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Christmas health risks - the usual and not so usual

By Rosie Hewitt
Rehabilitation and Delegated Claims Manager

Christmas Trees:
Yes, Christmas trees - these are the bane of asthmatics. We all know that asthma is a threat all year around, however, come the holidays, it is much more apparent. The problem with Christmas trees, whether they be live or fake, are the allergens that come with it. These allergens are mold, pollen, and pesticide when it comes to live trees, and for fake trees it is the dust that they accumulate when they are stored. In order to prevent this, the easiest way is to avoid them altogether; after all, prevention is the key. When it comes to packing Christmas decorations, it would be best if they were stored in a sealed container so as to avoid dust from collecting.

 

Alcohol:
Did you know Christmas and New Year’s Day are the highest risk days of the year for heart attacks? This is possibly due to people delaying medical attention after suffering symptoms due to overindulging, stress, additional salt or excess alcohol.

Peer pressure, along with merry-making, can lead to downing a lot of holiday “spirit.” In order to prevent this, be reminded that a maximum of four standard drinks on a single occasion is recommended to reduce the risk alcohol-related injury. And one important thing to remember is to say NO. It’s easy to have one too many, but it’s even easier to say no.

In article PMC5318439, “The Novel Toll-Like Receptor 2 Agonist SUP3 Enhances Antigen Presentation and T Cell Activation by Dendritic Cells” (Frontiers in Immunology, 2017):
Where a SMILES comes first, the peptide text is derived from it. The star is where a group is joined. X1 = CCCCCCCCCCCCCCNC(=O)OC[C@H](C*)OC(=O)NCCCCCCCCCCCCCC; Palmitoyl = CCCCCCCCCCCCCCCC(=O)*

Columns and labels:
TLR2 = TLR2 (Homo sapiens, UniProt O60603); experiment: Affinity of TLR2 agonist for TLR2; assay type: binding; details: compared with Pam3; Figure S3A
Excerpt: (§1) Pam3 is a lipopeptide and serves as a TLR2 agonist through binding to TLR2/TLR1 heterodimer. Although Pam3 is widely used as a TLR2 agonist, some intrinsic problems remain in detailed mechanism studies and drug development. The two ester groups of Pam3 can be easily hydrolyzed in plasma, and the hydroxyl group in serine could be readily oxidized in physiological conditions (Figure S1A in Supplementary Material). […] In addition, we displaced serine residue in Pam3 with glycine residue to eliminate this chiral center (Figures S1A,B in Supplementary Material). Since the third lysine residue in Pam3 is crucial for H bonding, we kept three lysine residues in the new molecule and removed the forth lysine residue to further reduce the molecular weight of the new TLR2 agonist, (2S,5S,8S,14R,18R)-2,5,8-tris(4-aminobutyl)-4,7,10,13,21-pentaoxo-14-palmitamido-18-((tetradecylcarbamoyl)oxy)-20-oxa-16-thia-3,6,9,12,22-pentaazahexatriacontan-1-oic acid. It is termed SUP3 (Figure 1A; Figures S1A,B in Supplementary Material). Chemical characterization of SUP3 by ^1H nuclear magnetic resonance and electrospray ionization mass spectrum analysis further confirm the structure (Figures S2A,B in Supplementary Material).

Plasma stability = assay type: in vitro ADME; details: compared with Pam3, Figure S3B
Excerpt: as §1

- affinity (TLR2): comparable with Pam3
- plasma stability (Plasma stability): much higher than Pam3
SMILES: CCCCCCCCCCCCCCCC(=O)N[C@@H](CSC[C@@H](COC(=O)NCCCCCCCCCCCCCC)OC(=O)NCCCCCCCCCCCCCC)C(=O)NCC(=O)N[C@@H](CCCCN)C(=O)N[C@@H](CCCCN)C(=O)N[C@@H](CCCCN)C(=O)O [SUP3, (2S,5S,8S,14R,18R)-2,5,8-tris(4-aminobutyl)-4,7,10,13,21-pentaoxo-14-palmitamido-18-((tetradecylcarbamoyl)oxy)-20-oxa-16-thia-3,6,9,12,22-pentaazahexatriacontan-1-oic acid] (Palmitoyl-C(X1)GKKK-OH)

Stress:
Not only is the season risky for the physical wellbeing, mental health is also at risk. Along with the cold weather, people during Christmas are much more susceptible to feeling down and depressed. This depression is simply due to sadness which may stem from stress, fatigue, unrealistic expectations, financial stress, and not being able to be with family members and loved ones.
 

On a Happier Note:
But the effect of Christmas on health does not need to be a negative one. These negative effects can be mitigated by watching what one chooses to eat and drink, and consciously trying to make healthy choices throughout the season and keeping up with exercise. So take the time off work to rest, relax and enjoy.
 

Your contact

Your contact

Rosie Hewitt

Rosie Hewitt

Rehabilitation and Delegated Claims Manager